Hey there, time traveller!
This article was published 26/1/2012 (1673 days ago), so information in it may no longer be current.
When Don Crosbie, the longtime owner and operator of Don's Towing, bought his first tow truck in the early 1970s, he likely never imagined that he would one day become a Winnipeg institution.
Last week when Crosbie died at 68, however, that's exactly what he was.
"My dad made friends everywhere he went," recalled Crosbie's son, Jeff. "When I was a kid, it amazed me how many friends he had, everyone in Winnipeg knew my dad and his blue Chevrolet tow truck."
Although he had a few trucks over the years and was most recently operating a newer black Chevrolet rig, Crosbie's original tow truck, a blue 1970 Chevrolet that was aptly nicknamed the Blue Mule, was a big part of his legend. Sometimes Crosbie and his beast of burden were simply helping out a motorist in need or towing cars for local garages, but the lion's share of his business was the removal of unwanted cars. Most were hauled off to the shredder.
Don was a longtime friend of mine and when he spoke of his early years in the tow business he would get a twinkle in his eye when he recalled all the precious metal he hauled away to the big junkyard in the sky. "If only I'd have kept a few, I'd be a rich man," he told me many times with a chuckle.
One car Crosbie did save was the Chickenmobile. A couple of summers ago when my friend Dave Radey and I resurrected it, Crosbie came up to me at a car show and offered that he had saved it from the shredder more than 20 years earlier.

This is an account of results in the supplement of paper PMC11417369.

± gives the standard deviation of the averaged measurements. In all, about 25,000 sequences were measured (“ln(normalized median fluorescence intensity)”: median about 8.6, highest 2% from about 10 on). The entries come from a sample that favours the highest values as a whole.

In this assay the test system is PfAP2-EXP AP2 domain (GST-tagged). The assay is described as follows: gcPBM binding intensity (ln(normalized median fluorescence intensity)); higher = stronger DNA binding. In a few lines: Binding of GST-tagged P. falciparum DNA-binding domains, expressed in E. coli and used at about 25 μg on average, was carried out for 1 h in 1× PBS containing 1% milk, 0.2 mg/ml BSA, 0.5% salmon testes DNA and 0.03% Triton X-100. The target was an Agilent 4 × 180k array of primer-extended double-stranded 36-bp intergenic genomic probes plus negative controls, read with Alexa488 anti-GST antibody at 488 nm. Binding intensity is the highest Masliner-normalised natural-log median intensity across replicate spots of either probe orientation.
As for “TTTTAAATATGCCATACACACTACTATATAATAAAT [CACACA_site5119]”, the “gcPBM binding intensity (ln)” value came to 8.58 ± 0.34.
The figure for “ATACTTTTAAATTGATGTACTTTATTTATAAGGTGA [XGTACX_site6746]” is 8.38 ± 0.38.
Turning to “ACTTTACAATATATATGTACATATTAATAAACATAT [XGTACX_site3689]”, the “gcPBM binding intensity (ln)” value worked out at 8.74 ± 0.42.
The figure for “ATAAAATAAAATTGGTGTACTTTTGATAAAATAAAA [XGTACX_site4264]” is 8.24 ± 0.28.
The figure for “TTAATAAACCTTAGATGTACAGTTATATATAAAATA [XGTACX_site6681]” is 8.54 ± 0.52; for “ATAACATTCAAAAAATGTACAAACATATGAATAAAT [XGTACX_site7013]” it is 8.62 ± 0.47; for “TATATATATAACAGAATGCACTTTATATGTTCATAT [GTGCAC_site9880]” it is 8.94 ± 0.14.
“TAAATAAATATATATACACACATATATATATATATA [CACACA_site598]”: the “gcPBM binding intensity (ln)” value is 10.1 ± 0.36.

"The car was in pretty rough shape so Chicken Delight boss Otto Koch told me to haul it away. He also asked me to make sure it got shredded because he didn't want the competition getting their hands on it," Crosbie said with a grin. "It was too neat to shred so we hid it at my friend's shop."
That was what was so great about Don Crosby: He may have had a job to do, but sometimes he realized cars were worth so much more than simply the value of the scrap metal. In addition to saving many neat old cars and finding good homes for them if he picked up an old car with a few good parts remaining, he was quick to call on his countless friends in the car hobby to pick the car clean before it was shredded.
In addition to his legendary status as a tow truck owner and operator, Crosbie was also a longtime classic car buff and member of both the Manitoba Street Rod Association and the Fabulous 50's Ford Club of Manitoba. Don and his wife, Kathleen, were fixtures at local car shows and cruise nights and loved to show off their prized 1954 Monarch.
A service was held this week to pay tribute to Crosbie, who died of a heart attack. At press time, his son Jeff was working feverishly to get his dad's old Blue Mule tow truck ready in time. It has been off the road for a number of years and had to be yanked out of a snowbank. Other local tow truck operators were also expected to be in attendance with beacons flashing to pay tribute to Winnipeg's most colourful tow truck operator.
"He will be missed by so many, added son Jeff. "That's why it means so much to us to have his old truck at the service. It was his trademark, and seeing it will make us all feel like he's still with us."